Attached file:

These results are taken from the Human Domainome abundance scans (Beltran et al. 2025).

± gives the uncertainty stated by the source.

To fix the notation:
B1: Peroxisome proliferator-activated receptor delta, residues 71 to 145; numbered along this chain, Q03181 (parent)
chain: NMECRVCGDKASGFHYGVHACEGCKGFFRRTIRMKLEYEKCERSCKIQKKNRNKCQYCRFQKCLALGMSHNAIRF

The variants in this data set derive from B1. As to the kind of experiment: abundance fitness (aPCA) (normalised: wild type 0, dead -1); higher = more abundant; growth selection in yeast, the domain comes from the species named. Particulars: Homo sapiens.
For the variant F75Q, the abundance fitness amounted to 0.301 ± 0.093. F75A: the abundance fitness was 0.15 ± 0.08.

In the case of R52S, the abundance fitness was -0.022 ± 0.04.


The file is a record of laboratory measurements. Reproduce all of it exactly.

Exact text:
These results are taken from the Human Domainome abundance scans (Beltran et al. 2025).

± gives the uncertainty stated by the source.

To fix the notation:
B1: Peroxisome proliferator-activated receptor delta, residues 71 to 145; numbered along this chain, Q03181 (parent)
chain: NMECRVCGDKASGFHYGVHACEGCKGFFRRTIRMKLEYEKCERSCKIQKKNRNKCQYCRFQKCLALGMSHNAIRF

The variants in this data set derive from B1. As to the kind of experiment: abundance fitness (aPCA) (normalised: wild type 0, dead -1); higher = more abundant; growth selection in yeast, the domain comes from the species named. Particulars: Homo sapiens.
For the variant F75Q, the abundance fitness amounted to 0.301 ± 0.093. F75A: the abundance fitness was 0.15 ± 0.08.

In the case of R52S, the abundance fitness was -0.022 ± 0.04.